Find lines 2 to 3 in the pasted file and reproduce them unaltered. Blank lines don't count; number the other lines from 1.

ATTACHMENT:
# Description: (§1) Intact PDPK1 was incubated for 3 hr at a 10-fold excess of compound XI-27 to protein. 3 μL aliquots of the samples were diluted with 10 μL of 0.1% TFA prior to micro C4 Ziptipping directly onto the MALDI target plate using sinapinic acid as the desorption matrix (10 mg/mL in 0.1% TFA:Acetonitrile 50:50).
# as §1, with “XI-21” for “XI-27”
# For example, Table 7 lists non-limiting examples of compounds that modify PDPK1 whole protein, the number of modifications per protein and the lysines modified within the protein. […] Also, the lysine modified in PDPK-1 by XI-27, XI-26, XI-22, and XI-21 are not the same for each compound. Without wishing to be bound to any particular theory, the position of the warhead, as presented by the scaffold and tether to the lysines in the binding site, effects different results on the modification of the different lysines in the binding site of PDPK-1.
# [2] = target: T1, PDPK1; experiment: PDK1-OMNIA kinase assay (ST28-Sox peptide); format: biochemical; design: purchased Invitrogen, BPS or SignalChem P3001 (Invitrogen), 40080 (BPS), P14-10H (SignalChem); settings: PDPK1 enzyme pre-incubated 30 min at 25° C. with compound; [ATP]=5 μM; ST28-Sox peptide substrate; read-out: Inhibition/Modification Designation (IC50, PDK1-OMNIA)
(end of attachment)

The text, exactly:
# as §1, with “XI-21” for “XI-27”
# For example, Table 7 lists non-limiting examples of compounds that modify PDPK1 whole protein, the number of modifications per protein and the lysines modified within the protein. […] Also, the lysine modified in PDPK-1 by XI-27, XI-26, XI-22, and XI-21 are not the same for each compound. Without wishing to be bound to any particular theory, the position of the warhead, as presented by the scaffold and tether to the lysines in the binding site, effects different results on the modification of the different lysines in the binding site of PDPK-1.